SharePoint Online cheat sheet

Learn how to find your way around SharePoint Online, create sites, share and manage documents, work with calendars, integrate with Outlook and more.


If you have never heard of SharePoint, you have probably been living under a rock. Microsoft’s enterprise collaboration platform is embedded in almost all medium and large organizations in some fashion or form, and SharePoint Online is part of the Office 365 subscription service, meaning that hundreds of thousands of users have access to the software. As part of the Office 365 subscription, you automatically get the latest version of the software.

But SharePoint is as complex as ever, and if you’ve used earlier versions of SharePoint, you’ll find that in the 2016 and Office 365 “next wave” releases, Microsoft has definitely moved the cheese. The interface is different than it was in earlier versions of SharePoint, and some ways you interact with the software have changed. Or perhaps you are new to SharePoint, or are interested in teasing out the power of SharePoint Online as you work with your team.

That’s what this cheat sheet is for. Inside, you’ll learn all of the basics of navigating and using a SharePoint site, and where to go to hit some of the customization options as well.

Note: You could be using one of several different editions of SharePoint. This article is about the Office 365 version of SharePoint, known as SharePoint Online — the one for which you or your company pays a subscription fee and that is run within Microsoft data centers and not by your own IT staff. There is also an on-premises version of SharePoint, currently SharePoint 2016, that runs within your company and isn’t licensed by subscription. (See our cheat sheets for the on-premises versions of SharePoint 2013 and SharePoint 2010.)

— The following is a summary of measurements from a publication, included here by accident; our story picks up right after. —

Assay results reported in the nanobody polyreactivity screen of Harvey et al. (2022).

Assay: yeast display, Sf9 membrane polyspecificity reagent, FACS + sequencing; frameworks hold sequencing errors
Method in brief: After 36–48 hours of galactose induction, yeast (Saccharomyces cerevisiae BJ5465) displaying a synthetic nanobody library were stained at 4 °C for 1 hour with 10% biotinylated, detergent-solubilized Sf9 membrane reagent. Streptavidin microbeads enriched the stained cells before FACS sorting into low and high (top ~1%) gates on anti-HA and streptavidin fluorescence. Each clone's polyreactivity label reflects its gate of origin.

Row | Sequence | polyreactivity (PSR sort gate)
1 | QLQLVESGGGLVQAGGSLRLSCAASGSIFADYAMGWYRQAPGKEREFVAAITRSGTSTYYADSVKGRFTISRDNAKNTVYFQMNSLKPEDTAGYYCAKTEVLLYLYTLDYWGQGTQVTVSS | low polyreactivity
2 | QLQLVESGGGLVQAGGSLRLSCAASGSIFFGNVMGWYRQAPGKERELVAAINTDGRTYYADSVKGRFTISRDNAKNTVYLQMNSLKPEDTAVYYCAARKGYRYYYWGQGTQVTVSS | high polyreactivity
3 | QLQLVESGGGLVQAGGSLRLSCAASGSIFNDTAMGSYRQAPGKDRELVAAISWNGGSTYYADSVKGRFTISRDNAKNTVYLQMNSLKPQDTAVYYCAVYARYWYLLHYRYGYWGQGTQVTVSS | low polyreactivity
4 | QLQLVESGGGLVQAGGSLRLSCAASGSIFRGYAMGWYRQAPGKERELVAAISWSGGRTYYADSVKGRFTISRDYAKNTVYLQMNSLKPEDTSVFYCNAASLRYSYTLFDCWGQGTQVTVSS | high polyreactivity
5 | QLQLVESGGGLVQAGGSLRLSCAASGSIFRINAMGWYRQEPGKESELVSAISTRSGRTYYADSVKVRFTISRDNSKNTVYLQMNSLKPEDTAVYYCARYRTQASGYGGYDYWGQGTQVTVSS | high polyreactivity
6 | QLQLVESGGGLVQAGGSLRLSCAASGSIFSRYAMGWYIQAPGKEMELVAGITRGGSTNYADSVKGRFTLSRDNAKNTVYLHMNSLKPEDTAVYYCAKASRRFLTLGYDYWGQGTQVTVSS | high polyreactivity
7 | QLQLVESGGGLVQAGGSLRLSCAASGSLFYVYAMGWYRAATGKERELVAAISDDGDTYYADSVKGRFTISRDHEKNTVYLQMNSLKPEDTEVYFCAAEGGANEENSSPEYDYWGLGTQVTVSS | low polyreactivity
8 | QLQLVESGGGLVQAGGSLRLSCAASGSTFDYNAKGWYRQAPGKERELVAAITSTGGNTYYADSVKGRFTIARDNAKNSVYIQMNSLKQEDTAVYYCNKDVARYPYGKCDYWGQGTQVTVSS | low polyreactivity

If you are just starting out...

When you first log on to a new SharePoint site, you’ll see a screen that looks like this:

Jonathan Hassell / IDG

New features on that screen include the following:

  • The Frequent section shows you a feed of items that you've worked on recently and items that people who are on your team or with whom you frequently interact are working on.
  • For easy access, you can click the star icon in the top right corner of any site to follow the site and have it appear in the Following section when you log into SharePoint.
  • The Featured Links section is where your administrators can pop out important links to areas of the site you might need — things such as HR site links, vacation requests, your organization's social network, and more. Think of it as a quick-launch bar, but one that is curated by your IT department. If you have administrator rights to a site, which is generally the case if you created a site yourself, you’ll also have an Edit link you can use to populate this list.
  • You can create a new site — just click the + icon on the top menu. (Yes, you can have multiple sites within your main SharePoint site. More on that a bit later in the story.)

Once you click into a site, you’ll see the following screen. On this screen, at least, SharePoint Online looks a lot like SharePoint 2013. Take a look:

Jonathan Hassell / IDG

Some things to note here:

The credentials area. This menu, accessed when you click on your display name in the top-right corner of the web page, is where you can sign into or out of a site, and where you can change any user-modifiable sections of the web page (known as web parts, or little bits of code that are sometimes installed on SharePoint pages to do specific functions).